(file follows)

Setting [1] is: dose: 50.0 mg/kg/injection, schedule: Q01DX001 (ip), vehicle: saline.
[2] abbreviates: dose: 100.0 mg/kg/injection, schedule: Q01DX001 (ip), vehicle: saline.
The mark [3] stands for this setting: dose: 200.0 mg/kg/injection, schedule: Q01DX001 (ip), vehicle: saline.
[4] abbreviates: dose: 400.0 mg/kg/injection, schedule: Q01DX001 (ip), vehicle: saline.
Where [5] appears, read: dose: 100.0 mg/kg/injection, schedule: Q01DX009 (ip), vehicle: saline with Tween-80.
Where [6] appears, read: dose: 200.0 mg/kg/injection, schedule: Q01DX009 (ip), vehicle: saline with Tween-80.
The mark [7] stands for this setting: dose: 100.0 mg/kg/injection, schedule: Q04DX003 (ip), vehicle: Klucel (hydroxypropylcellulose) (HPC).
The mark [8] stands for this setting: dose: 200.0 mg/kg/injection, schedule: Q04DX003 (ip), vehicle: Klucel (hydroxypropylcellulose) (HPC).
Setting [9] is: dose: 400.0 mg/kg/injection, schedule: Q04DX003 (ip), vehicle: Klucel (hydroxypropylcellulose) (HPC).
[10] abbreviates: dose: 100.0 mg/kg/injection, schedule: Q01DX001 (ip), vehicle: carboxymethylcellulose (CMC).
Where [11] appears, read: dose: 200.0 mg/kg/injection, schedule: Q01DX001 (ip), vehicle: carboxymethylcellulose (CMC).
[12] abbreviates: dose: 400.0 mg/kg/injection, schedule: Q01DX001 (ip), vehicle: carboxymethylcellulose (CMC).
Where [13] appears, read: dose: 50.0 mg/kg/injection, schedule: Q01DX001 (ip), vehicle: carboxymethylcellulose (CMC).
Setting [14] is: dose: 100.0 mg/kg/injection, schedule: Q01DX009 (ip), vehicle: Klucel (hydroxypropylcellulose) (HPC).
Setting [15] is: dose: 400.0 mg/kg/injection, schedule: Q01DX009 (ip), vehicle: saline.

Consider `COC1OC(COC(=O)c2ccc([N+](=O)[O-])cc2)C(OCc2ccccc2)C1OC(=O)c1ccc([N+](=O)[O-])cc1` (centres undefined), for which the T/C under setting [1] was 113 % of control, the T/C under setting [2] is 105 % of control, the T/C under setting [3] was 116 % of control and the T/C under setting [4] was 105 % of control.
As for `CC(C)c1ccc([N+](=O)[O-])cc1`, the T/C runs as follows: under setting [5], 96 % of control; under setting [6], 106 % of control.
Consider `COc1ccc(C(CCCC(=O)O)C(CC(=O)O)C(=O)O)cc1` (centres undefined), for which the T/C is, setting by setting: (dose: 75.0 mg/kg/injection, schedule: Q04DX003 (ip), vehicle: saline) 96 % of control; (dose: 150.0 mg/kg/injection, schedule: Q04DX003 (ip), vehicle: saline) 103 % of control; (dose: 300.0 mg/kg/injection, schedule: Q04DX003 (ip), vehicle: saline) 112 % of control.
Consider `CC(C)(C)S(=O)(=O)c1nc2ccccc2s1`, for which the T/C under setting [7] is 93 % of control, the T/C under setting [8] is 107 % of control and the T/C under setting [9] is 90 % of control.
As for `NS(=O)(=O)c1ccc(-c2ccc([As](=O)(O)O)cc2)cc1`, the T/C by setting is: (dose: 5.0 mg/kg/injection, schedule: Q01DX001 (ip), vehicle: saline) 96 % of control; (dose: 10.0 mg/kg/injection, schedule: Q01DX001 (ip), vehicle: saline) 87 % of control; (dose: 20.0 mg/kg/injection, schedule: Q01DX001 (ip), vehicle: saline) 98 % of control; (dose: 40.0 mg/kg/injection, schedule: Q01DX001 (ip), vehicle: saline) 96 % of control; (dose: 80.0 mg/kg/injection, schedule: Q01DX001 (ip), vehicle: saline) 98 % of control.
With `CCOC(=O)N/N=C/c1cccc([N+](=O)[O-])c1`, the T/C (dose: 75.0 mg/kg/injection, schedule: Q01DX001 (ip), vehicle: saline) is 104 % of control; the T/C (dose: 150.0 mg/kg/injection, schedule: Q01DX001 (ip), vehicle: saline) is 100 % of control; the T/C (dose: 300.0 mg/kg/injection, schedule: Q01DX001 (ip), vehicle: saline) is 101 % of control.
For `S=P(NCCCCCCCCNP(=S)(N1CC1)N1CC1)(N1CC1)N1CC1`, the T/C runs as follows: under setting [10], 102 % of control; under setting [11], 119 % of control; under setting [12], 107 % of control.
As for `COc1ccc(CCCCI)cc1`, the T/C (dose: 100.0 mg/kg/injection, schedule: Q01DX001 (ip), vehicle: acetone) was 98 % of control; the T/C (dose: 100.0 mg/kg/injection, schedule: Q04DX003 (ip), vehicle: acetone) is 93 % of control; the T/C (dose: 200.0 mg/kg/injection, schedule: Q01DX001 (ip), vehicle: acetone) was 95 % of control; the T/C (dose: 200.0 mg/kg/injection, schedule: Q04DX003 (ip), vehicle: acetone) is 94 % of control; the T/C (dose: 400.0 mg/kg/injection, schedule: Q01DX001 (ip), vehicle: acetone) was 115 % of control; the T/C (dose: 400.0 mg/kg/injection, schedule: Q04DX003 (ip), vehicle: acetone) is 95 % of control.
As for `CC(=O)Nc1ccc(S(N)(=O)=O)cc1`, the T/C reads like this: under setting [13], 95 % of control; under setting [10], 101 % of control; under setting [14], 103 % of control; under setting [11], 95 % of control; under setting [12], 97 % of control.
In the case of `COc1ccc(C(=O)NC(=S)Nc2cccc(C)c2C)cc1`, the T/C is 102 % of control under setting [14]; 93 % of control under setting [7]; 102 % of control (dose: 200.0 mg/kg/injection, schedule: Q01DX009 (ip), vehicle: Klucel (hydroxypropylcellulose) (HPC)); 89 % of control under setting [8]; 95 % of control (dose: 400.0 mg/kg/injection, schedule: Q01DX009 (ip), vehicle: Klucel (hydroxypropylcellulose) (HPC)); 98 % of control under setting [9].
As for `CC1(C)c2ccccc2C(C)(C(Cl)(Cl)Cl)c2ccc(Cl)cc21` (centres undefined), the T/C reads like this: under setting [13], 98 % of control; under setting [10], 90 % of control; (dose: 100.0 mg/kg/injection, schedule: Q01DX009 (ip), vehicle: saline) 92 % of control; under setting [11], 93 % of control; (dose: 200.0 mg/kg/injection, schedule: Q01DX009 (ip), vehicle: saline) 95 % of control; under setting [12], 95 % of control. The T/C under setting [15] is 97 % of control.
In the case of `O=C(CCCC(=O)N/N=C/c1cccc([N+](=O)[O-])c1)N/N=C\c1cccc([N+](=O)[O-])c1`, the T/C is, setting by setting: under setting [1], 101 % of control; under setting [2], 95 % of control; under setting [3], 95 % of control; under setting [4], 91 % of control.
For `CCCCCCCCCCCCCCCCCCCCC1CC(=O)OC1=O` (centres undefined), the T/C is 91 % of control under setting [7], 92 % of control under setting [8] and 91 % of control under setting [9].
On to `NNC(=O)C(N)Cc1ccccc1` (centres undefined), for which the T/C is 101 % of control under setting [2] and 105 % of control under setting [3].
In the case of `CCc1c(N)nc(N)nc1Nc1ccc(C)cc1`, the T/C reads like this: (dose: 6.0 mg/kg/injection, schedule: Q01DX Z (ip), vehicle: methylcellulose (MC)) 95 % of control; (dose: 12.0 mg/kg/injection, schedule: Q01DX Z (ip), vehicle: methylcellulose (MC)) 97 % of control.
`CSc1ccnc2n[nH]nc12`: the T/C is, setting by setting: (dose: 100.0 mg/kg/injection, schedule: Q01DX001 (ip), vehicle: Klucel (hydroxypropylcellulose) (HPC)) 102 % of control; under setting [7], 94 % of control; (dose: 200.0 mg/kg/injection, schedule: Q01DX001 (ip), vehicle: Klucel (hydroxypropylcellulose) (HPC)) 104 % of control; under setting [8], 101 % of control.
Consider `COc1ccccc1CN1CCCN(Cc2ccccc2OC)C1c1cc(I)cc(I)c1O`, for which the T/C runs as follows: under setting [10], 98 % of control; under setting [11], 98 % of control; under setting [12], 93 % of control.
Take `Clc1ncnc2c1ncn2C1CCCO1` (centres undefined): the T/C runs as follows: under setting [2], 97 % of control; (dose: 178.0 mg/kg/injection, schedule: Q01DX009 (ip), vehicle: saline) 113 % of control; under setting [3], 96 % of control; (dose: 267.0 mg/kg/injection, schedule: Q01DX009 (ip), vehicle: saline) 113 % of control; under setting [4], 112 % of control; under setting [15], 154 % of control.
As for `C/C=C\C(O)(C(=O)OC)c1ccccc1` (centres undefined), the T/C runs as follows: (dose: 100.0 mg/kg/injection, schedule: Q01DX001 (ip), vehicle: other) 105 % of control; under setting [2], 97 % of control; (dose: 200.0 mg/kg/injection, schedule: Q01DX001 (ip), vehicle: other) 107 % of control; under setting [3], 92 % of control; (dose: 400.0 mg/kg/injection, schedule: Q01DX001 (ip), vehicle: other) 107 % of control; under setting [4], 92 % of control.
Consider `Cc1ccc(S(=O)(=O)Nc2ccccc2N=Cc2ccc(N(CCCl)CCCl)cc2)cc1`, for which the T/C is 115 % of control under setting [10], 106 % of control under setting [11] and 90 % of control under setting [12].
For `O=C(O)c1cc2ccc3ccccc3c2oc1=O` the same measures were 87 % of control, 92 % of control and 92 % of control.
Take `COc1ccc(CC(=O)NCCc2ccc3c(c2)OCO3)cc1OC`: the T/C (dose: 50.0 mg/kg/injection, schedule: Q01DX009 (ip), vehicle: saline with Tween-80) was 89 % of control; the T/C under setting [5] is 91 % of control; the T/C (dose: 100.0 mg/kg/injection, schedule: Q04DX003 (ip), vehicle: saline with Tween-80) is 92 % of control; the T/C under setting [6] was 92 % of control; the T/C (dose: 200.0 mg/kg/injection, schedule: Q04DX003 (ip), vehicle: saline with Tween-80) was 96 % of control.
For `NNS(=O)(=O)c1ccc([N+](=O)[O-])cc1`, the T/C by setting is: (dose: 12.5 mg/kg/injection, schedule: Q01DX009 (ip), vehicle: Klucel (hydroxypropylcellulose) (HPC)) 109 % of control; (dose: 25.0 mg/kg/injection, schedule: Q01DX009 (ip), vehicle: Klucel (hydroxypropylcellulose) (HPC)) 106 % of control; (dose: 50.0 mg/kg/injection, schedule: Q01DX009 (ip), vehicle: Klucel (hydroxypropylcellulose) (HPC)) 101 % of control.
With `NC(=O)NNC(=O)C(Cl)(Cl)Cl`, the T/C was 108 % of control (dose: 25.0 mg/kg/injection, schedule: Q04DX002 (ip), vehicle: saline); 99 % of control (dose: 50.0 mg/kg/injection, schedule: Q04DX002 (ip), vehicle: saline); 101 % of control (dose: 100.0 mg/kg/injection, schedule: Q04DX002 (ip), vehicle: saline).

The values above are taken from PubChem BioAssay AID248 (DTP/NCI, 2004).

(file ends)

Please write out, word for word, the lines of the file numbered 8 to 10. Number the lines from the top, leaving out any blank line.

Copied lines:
The mark [8] stands for this setting: dose: 200.0 mg/kg/injection, schedule: Q04DX003 (ip), vehicle: Klucel (hydroxypropylcellulose) (HPC).
Setting [9] is: dose: 400.0 mg/kg/injection, schedule: Q04DX003 (ip), vehicle: Klucel (hydroxypropylcellulose) (HPC).
[10] abbreviates: dose: 100.0 mg/kg/injection, schedule: Q01DX001 (ip), vehicle: carboxymethylcellulose (CMC).